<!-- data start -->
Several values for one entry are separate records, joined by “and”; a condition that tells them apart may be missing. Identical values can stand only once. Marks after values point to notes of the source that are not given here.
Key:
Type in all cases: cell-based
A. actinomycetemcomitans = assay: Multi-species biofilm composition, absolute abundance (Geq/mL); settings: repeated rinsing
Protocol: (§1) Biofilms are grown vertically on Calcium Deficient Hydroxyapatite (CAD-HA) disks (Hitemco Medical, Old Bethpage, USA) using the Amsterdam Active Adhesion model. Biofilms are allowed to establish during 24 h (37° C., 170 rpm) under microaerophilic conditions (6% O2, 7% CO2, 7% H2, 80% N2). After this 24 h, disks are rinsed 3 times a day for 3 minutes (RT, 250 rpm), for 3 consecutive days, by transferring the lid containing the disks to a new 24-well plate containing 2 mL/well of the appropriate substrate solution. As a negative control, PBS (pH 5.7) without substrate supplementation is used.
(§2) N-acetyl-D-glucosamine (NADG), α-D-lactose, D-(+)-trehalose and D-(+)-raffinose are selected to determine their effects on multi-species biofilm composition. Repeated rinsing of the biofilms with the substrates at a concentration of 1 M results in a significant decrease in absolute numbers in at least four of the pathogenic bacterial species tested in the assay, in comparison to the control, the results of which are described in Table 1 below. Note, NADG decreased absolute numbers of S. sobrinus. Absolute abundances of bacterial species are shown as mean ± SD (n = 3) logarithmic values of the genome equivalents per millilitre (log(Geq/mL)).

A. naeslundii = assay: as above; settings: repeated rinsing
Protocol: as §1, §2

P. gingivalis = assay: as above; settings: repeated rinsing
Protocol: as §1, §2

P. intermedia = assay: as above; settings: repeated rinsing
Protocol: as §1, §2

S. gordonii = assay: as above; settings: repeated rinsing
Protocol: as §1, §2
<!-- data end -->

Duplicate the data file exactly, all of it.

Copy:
Several values for one entry are separate records, joined by “and”; a condition that tells them apart may be missing. Identical values can stand only once. Marks after values point to notes of the source that are not given here.
Key:
Type in all cases: cell-based
A. actinomycetemcomitans = assay: Multi-species biofilm composition, absolute abundance (Geq/mL); settings: repeated rinsing
Protocol: (§1) Biofilms are grown vertically on Calcium Deficient Hydroxyapatite (CAD-HA) disks (Hitemco Medical, Old Bethpage, USA) using the Amsterdam Active Adhesion model. Biofilms are allowed to establish during 24 h (37° C., 170 rpm) under microaerophilic conditions (6% O2, 7% CO2, 7% H2, 80% N2). After this 24 h, disks are rinsed 3 times a day for 3 minutes (RT, 250 rpm), for 3 consecutive days, by transferring the lid containing the disks to a new 24-well plate containing 2 mL/well of the appropriate substrate solution. As a negative control, PBS (pH 5.7) without substrate supplementation is used.
(§2) N-acetyl-D-glucosamine (NADG), α-D-lactose, D-(+)-trehalose and D-(+)-raffinose are selected to determine their effects on multi-species biofilm composition. Repeated rinsing of the biofilms with the substrates at a concentration of 1 M results in a significant decrease in absolute numbers in at least four of the pathogenic bacterial species tested in the assay, in comparison to the control, the results of which are described in Table 1 below. Note, NADG decreased absolute numbers of S. sobrinus. Absolute abundances of bacterial species are shown as mean ± SD (n = 3) logarithmic values of the genome equivalents per millilitre (log(Geq/mL)).

A. naeslundii = assay: as above; settings: repeated rinsing
Protocol: as §1, §2

P. gingivalis = assay: as above; settings: repeated rinsing
Protocol: as §1, §2

P. intermedia = assay: as above; settings: repeated rinsing
Protocol: as §1, §2

S. gordonii = assay: as above; settings: repeated rinsing
Protocol: as §1, §2